Towards Incorporating Artificial Intelligence in the Mission Planning Process

Kane, S., Moody, V, and Harradon, M.

HCI International, Washington, DC (June 2021)

While there are numerous powerful tools to support Navy mission planning, the mission planning process still remains a hybrid planning activity across human operators and advanced tools. Advances in artificial intelligence (AI) have seen an increase in interest and use in the mission planning environment.  Yet traditional approaches typically focus on optimizing the performance of the individual operator or the mission planning tool, not the joint problem solving that is needed for the human and AI team necessary in these envisioned mission planning environments. Within this application area, there are significant challenges to overcome for both the human and the AI aspects of mission planning.

Data limitations, such as availability and capturing the right data, present a critical challenge for developing AI-based tools. In addition, there is a broad range of mission types, each with unique nuances, challenges, and processes that continue to make improvements that further complicate the development of AI-based tools. There are also specific considerations of AI-approaches that need to be considered for effective use in the mission planning process. For example, while AI-based approaches can offload extensive processing by the human operator, outcomes of AI-based tools are seldom presented in ways that make it readily understand by a human or fit in with the overall process. This results in new and additional work for the operator as they must manually translate these outcomes into actionable information. New methods are needed to ensure that insights are communicated effectively to operators and effectively fit in and support humans in their own mission planning workflow and specifically consider the benefits of AI-based approaches.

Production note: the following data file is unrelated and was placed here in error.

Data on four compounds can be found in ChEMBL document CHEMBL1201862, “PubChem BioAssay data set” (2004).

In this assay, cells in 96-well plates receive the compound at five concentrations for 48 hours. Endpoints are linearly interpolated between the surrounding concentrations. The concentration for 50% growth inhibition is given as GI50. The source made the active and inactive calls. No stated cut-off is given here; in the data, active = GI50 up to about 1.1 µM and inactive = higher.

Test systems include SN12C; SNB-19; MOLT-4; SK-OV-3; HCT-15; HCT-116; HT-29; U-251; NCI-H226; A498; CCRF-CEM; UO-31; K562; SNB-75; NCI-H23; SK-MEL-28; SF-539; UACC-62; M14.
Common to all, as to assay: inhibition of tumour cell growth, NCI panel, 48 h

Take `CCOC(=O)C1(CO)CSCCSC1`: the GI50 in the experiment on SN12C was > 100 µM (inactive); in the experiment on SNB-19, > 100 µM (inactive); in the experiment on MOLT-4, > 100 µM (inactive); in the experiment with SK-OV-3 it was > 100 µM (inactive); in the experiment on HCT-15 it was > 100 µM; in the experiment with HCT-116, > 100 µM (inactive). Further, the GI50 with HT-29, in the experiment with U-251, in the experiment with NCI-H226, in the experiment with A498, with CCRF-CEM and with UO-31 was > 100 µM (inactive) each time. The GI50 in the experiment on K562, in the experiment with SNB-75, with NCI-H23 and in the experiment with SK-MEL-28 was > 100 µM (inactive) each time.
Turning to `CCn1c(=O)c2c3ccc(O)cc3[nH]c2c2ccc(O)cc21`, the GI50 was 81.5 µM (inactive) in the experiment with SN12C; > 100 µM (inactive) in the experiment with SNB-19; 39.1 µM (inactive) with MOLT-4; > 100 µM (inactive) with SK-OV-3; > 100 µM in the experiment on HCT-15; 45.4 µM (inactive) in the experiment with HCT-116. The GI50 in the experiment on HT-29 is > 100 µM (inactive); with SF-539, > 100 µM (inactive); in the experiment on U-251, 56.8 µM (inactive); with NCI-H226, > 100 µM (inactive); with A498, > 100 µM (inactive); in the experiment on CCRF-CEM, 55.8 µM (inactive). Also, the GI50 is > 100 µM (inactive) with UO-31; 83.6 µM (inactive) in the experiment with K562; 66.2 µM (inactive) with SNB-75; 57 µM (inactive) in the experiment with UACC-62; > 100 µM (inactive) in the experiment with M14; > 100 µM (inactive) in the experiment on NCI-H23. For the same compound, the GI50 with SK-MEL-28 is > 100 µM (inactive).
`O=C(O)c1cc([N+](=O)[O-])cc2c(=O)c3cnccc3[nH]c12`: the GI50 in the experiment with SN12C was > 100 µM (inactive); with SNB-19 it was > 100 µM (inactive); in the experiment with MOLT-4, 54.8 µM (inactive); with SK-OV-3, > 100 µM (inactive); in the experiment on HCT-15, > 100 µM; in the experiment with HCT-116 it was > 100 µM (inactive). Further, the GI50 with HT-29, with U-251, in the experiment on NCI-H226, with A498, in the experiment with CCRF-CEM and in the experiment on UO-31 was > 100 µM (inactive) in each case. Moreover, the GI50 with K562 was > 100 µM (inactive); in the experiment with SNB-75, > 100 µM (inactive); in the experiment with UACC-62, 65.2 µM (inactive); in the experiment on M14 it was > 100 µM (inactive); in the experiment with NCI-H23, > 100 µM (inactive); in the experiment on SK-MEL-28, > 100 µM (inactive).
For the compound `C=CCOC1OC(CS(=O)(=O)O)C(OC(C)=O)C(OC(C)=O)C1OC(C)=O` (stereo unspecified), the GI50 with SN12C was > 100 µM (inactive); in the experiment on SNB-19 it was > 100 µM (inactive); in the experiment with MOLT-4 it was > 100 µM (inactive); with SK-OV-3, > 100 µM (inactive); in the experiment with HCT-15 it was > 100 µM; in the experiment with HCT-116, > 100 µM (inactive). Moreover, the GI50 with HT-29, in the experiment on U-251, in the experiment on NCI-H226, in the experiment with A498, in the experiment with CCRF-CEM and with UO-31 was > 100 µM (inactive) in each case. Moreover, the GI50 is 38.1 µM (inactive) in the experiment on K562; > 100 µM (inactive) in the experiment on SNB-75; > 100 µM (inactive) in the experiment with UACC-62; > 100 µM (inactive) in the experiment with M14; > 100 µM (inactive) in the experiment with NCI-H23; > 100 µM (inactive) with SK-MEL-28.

In this paper, we describe an overall approach for incorporating AI into the mission planning process. First, to consider how best to leverage the unique capabilities and constraints of a human operator and artificial intelligence technologies as a cooperative team throughout the mission planning process, we will uniquely frame the human operator and AI system as a single unit and take a joint cognitive system (JCS) analysis approach. This approach will identify the key information to jointly create the most effective mission plan most efficiently. Next, we describe a novel approach, neural policy programs (NPPs) to address some of the critical challenges of incorporating AI into the mission planning process. Finally, we describe our approach for extending to the Starcraft II game and creating a pre-game planning stage to prototype our approaches.

To learn more or request a copy of a paper (if available), contact Stephanie Kane.

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